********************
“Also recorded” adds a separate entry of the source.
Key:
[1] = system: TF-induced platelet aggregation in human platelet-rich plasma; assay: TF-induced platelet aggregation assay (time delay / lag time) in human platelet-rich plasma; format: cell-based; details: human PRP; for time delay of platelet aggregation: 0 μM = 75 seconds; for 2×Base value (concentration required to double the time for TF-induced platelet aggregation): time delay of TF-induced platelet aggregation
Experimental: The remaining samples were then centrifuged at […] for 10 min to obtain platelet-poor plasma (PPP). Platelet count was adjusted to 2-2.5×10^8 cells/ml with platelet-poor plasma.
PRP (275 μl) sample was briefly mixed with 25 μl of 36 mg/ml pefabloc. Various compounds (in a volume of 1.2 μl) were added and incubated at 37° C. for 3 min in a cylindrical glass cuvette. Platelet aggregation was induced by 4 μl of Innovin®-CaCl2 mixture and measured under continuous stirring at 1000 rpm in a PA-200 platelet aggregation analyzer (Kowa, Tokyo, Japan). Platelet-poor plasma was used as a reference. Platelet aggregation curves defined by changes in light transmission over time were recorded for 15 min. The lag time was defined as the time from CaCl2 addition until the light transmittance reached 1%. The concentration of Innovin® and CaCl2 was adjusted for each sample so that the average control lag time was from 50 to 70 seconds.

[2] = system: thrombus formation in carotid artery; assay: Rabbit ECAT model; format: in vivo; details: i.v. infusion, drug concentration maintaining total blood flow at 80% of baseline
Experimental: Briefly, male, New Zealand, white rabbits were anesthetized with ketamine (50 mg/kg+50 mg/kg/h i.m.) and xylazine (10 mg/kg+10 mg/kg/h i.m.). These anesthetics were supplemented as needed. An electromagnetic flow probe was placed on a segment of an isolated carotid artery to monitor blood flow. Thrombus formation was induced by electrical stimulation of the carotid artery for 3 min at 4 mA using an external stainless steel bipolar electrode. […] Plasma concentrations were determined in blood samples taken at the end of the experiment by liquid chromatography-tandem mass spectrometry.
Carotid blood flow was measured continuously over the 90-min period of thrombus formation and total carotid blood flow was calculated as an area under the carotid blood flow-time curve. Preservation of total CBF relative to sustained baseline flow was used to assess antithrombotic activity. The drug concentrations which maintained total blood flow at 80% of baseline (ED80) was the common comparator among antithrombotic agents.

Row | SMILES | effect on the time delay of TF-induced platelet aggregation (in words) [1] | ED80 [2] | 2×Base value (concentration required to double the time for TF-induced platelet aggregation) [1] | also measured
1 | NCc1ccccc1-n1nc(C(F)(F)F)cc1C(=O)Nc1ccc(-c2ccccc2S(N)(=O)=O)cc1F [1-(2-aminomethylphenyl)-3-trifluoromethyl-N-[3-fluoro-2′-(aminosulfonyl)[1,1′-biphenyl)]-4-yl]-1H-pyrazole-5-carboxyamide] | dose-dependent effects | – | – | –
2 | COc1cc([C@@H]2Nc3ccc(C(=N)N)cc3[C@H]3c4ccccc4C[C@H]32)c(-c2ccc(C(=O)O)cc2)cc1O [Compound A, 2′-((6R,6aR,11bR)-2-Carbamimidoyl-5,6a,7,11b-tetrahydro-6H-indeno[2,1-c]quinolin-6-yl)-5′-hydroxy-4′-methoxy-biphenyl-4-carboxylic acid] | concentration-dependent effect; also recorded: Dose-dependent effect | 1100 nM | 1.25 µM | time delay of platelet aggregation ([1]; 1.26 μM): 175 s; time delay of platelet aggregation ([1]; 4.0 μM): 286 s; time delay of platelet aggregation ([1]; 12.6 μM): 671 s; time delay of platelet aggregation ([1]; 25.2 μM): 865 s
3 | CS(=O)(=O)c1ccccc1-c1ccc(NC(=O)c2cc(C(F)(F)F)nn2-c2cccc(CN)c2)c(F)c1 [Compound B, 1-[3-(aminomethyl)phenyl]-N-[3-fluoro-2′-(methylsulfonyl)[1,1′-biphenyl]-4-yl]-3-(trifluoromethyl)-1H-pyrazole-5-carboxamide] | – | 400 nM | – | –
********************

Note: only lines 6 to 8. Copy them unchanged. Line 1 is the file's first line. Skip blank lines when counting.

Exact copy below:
[2] = system: thrombus formation in carotid artery; assay: Rabbit ECAT model; format: in vivo; details: i.v. infusion, drug concentration maintaining total blood flow at 80% of baseline
Experimental: Briefly, male, New Zealand, white rabbits were anesthetized with ketamine (50 mg/kg+50 mg/kg/h i.m.) and xylazine (10 mg/kg+10 mg/kg/h i.m.). These anesthetics were supplemented as needed. An electromagnetic flow probe was placed on a segment of an isolated carotid artery to monitor blood flow. Thrombus formation was induced by electrical stimulation of the carotid artery for 3 min at 4 mA using an external stainless steel bipolar electrode. […] Plasma concentrations were determined in blood samples taken at the end of the experiment by liquid chromatography-tandem mass spectrometry.
Carotid blood flow was measured continuously over the 90-min period of thrombus formation and total carotid blood flow was calculated as an area under the carotid blood flow-time curve. Preservation of total CBF relative to sustained baseline flow was used to assess antithrombotic activity. The drug concentrations which maintained total blood flow at 80% of baseline (ED80) was the common comparator among antithrombotic agents.